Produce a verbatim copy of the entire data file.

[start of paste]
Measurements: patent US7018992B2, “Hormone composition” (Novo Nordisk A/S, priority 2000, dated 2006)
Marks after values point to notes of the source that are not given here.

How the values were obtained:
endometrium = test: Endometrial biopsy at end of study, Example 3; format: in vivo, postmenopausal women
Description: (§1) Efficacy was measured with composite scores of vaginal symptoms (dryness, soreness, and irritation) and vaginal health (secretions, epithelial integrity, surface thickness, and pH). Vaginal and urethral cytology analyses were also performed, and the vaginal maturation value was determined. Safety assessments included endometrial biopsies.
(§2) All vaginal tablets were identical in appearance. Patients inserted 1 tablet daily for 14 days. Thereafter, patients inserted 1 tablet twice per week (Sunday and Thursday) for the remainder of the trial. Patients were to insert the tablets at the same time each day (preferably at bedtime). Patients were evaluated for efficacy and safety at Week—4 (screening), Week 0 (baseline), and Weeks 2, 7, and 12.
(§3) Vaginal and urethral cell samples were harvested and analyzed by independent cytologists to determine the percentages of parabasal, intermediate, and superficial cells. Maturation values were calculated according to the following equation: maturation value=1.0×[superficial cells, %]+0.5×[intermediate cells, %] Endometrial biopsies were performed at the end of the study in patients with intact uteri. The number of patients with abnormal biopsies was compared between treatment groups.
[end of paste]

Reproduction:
Measurements: patent US7018992B2, “Hormone composition” (Novo Nordisk A/S, priority 2000, dated 2006)
Marks after values point to notes of the source that are not given here.

How the values were obtained:
endometrium = test: Endometrial biopsy at end of study, Example 3; format: in vivo, postmenopausal women
Description: (§1) Efficacy was measured with composite scores of vaginal symptoms (dryness, soreness, and irritation) and vaginal health (secretions, epithelial integrity, surface thickness, and pH). Vaginal and urethral cytology analyses were also performed, and the vaginal maturation value was determined. Safety assessments included endometrial biopsies.
(§2) All vaginal tablets were identical in appearance. Patients inserted 1 tablet daily for 14 days. Thereafter, patients inserted 1 tablet twice per week (Sunday and Thursday) for the remainder of the trial. Patients were to insert the tablets at the same time each day (preferably at bedtime). Patients were evaluated for efficacy and safety at Week—4 (screening), Week 0 (baseline), and Weeks 2, 7, and 12.
(§3) Vaginal and urethral cell samples were harvested and analyzed by independent cytologists to determine the percentages of parabasal, intermediate, and superficial cells. Maturation values were calculated according to the following equation: maturation value=1.0×[superficial cells, %]+0.5×[intermediate cells, %] Endometrial biopsies were performed at the end of the study in patients with intact uteri. The number of patients with abnormal biopsies was compared between treatment groups.